Suicide barrier gaining support 

The tide has turned against opposition to a suicide barrier on the Golden Gate Bridge, according to the agency that oversees the iconic span.

Mental-health organizations have been advocating for a suicide barrier on the bridge for decades. More than 1,300 people are estimated to have committed suicide from the bridge since 1937, an average of nearly 20 people a year, or about one suicide every 2½ weeks.

Eve Meyer, director of San Francisco Suicide Prevention, said the majority of all suicides off the Golden Gate Bridge are impulsive acts that could be prevented.

“It’s a matter of the moment, and if you can get someone through that moment, the pain will move on,” Meyer told The Examiner last month.

Public discussions about a suicide barrier resumed recently when the Golden Gate Bridge, Highway and Transportation District began a seven-week public-comment period that included an online survey to gauge which of five options people preferred. The district also staged two public-comment hearings on the topic last month in San Francisco and San Rafael.

On July 22, 938 people had completed the survey, and of those, more than 75 percent said no barrier should be added to the bridge.

On Aug. 18 — one week before the end of public comment — 55 percent of the 3,008 respondents did not want a suicide barrier.

The newest numbers from the bridge district show the majority of 4,147 people who responded to the survey favor some type of barrier being added to the bridge.

The slim majority of the 4,147 responses — a scant 50.13 percent — was split between support for five different barrier options proposed by the bridge district, according to a report released by the district.

The five design options for the barrier include: Two proposals would extend the current 4-foot railing on the bridge up to 12 feet in height; two other plans would replace the railing with either a 10-foot barrier or a 12-foot barrier. The last proposal would hang nets 20 feet below and on the side of the bridge.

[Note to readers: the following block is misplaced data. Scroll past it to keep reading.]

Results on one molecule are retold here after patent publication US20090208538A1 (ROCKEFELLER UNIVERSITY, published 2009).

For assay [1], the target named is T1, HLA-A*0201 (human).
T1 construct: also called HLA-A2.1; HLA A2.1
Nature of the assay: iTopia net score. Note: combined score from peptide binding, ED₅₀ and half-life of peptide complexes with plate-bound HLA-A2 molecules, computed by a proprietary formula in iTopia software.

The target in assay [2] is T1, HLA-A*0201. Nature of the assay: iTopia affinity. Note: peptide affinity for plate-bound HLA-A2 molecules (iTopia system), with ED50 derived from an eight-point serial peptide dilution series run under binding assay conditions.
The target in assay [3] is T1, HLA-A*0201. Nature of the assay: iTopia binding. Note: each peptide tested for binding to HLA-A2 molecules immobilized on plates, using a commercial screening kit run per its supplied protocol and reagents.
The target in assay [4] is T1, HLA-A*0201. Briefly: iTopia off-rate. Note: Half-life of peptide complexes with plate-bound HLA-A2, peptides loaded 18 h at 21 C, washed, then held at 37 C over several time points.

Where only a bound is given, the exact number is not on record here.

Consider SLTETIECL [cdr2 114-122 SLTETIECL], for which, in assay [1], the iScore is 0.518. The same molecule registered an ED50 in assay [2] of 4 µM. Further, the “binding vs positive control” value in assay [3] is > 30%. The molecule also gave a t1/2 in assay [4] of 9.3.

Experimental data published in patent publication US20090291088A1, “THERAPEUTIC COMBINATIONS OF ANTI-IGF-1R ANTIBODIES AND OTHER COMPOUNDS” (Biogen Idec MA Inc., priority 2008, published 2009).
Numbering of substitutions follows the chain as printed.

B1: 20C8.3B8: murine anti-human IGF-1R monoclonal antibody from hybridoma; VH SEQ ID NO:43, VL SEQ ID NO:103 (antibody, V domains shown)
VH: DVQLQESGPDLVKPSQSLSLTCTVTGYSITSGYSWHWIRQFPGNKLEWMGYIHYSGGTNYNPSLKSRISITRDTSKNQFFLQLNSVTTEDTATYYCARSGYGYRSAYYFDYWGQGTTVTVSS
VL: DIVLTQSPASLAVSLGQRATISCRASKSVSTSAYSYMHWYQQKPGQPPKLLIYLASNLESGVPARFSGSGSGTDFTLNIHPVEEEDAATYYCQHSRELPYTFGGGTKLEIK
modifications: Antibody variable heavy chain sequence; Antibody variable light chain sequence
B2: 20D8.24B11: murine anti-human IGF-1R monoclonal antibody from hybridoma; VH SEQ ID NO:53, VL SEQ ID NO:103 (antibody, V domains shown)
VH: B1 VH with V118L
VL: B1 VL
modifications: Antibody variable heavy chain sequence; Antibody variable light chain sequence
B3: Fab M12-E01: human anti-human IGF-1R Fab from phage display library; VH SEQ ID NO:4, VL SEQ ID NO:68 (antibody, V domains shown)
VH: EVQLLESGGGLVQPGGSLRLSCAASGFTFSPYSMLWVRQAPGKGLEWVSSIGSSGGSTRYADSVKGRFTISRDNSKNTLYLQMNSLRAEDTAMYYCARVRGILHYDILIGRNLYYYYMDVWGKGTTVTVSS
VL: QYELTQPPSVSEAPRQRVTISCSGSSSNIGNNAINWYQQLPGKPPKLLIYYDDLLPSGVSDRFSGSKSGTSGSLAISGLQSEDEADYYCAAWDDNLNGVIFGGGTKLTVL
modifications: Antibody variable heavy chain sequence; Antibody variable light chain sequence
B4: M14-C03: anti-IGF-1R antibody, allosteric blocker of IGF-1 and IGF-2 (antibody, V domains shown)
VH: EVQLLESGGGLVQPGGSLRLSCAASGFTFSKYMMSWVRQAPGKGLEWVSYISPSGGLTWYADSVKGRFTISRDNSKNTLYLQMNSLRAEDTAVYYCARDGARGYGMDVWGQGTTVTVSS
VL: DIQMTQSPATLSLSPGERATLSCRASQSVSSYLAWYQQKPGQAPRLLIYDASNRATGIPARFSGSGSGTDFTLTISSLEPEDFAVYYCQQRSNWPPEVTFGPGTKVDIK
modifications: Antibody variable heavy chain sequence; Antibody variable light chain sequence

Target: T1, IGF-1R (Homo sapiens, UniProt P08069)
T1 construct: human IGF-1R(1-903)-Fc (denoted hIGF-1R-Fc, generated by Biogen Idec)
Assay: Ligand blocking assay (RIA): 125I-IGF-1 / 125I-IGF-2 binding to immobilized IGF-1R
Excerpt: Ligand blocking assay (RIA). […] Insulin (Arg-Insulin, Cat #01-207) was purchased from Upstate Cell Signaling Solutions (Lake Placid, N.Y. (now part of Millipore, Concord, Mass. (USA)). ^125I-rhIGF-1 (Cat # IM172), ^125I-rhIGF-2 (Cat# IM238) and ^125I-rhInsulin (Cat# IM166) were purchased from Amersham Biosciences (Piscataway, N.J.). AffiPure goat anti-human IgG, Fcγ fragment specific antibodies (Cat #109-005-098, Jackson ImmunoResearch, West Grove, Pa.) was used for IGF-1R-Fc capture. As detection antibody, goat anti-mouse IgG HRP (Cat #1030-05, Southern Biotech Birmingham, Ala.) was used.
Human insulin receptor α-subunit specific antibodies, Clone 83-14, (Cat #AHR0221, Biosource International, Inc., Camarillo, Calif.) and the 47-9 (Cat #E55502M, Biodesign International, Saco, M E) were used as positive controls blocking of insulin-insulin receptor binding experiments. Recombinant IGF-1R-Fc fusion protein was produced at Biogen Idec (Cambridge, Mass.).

Of the five, a barrier with the vertical rods extending eight feet was the most popular, garnering 16.49 percent of the overall vote.

The second-most popular barrier was the netting proposal, with 15.19 percent. Nearly 49 percent of the 4,147 respondents said they would prefer nothing at all. All barrier proposals would cost between $40 million to $50 million to construct. 

The bridge district compiled the results following a seven-week public comment period, which ended Monday. The district’s board of directors will be presented with a breakdown of the public comments in one of its two regularly scheduled meetings in October, said Denis Mulligan, chief engineer at the bridge. The board would likely vote on the proposal in late October or early November, Mulligan said.

The earliest possible start date for construction would be a year from October, depending on funding sources, which have still yet to be identified, said Mulligan.

wreisman@sfexaminer.com

Weighing the possibilities

A survey asked people which option they preferred for a suicide barrier on the Golden Gate Bridge.

49.87% preferred no barrier

16.49% preferred option 1A (Add vertical system to outside handrail)

15.19% preferred option 3 (Add net system that extends horizontally from bridge)

8.30% preferred option 1B (Add horizontal system to outside handrail)

6.15% preferred option 2A (Replace outside handrail with vertical system)

4.00% preferred option 2B (Replace outside handrail with horizontal system)

Source: Golden Gate Bridge, Highway and Transportation District

My story

“As long as they can come up with a design that doesn’t
affect the look of the bridge ... then I support it.”

Stuart Henderson, 49, San Francisco

“I think the netting below would probably be the best option. I believe suicide is usually the result of a brief moment passing through someone’s mind, and that people deserve a second chance on life.”

About The Author

Will Reisman

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